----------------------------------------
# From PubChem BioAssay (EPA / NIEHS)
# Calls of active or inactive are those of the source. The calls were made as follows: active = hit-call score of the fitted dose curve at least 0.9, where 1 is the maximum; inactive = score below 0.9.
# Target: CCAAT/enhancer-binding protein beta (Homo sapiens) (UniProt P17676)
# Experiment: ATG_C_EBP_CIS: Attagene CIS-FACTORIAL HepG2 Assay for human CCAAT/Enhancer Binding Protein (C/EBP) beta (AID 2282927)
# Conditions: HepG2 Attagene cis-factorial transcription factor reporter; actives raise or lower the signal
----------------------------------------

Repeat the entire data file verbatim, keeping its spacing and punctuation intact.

# From PubChem BioAssay (EPA / NIEHS)
# Calls of active or inactive are those of the source. The calls were made as follows: active = hit-call score of the fitted dose curve at least 0.9, where 1 is the maximum; inactive = score below 0.9.
# Target: CCAAT/enhancer-binding protein beta (Homo sapiens) (UniProt P17676)
# Experiment: ATG_C_EBP_CIS: Attagene CIS-FACTORIAL HepG2 Assay for human CCAAT/Enhancer Binding Protein (C/EBP) beta (AID 2282927)
# Conditions: HepG2 Attagene cis-factorial transcription factor reporter; actives raise or lower the signal